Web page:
Officials familiar with the matter told the newspaper that the Trump administration was pushing Saudi Arabia, who leads the coalition fighting the Houthis in Yemen, to take part in secret talks in Oman with the group's leaders in an attempt to broker a cease-fire.
Enjoying the support of the US and UK, Saudi Arabia and a number of its regional allies launched a devastating campaign against Yemen in March 2015, Press TV reported.
Yemen's resistance, however, has pushed the Saudi war to a stalemate, with Yemeni forces increasingly using sophisticated weaponry in retaliatory attacks against the Saudi-led coalition.
Over the past months, the Yemeni army has managed to conduct several missile and drone attacks on Saudi airports and oil facilities.
The UN has warned that the war in Yemen has created the world's worst humanitarian crisis, risking a famine and leaving tens of thousands dead.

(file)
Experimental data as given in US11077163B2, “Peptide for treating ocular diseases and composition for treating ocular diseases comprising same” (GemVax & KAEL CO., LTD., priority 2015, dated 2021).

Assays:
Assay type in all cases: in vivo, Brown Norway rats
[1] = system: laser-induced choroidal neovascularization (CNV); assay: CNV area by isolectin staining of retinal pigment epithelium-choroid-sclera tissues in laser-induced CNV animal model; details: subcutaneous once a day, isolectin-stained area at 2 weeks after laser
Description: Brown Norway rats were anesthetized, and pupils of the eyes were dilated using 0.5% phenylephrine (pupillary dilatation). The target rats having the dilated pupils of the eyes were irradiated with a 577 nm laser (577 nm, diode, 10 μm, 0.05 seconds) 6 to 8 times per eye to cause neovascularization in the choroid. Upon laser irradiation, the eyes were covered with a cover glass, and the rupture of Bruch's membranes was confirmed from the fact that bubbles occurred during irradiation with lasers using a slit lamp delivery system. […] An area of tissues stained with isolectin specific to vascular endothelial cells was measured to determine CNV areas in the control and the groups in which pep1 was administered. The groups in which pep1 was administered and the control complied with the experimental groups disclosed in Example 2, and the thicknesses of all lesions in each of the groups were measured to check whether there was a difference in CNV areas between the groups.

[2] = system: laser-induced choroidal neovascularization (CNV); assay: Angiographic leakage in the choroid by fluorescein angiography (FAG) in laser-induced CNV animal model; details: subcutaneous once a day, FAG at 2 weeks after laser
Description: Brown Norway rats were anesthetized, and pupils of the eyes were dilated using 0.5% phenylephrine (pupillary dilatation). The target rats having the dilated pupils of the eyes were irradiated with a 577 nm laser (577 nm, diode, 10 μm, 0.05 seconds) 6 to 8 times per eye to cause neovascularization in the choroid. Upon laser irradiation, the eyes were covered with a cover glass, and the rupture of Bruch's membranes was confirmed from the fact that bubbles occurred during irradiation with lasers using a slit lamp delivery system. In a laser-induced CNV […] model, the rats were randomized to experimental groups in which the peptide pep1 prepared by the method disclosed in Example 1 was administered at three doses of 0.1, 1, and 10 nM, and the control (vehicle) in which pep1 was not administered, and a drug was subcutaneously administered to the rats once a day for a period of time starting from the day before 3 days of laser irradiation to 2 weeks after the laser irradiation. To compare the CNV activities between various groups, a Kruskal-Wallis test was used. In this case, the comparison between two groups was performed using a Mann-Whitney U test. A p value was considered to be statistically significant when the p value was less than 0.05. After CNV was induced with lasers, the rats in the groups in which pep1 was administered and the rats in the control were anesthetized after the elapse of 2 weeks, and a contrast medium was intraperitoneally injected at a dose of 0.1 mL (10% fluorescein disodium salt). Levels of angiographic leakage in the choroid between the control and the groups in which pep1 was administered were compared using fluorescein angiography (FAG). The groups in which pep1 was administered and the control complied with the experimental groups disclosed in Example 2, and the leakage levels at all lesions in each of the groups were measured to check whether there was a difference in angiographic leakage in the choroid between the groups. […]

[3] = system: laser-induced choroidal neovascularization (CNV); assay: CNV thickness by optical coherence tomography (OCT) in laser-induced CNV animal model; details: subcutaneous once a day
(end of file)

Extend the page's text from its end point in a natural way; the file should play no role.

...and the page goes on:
Officials from former President Barack Obama's administration secretly met with Houthi leaders in 2015 shortly after the war began to secure the release of US hostages. US officials also met with Houthi leaders in Sweden during UN-led peace talks held in December 2018.
However, the officials told the WSJ that there had been no significant direct discussions with the group since 2017.
Over three million people have been displaced and some two-thirds of the country's population are in need of aid, the World Food Programme says.
A WFP spokesperson told AFP that the agency distributes more than 130,000 metric tons of food each month in Yemen despite "operational challenges" linked to the complex conflict.
"WFP needs unimpeded access to all areas of the country so we can get food assistance to those who need it most."
Khalid bin Salman in US
A younger brother of Saudi Crown Prince Mohammed bin Salman is in Washington this week, with President Donald Trump’s evolving policy toward Yemen expected to be on the agenda for talks with the administration.
Deputy Defense Minister Khalid bin Salman’s visit comes days after the report that the US is looking to enter talks with Houthis in the festering war in Yemen.
The Saudi Press Agency said Prince Khalid “will meet a number of officials to discuss bilateral relations and issues of common concern that support the security and stability of the region,” without providing specifics on meetings planned with administration officials.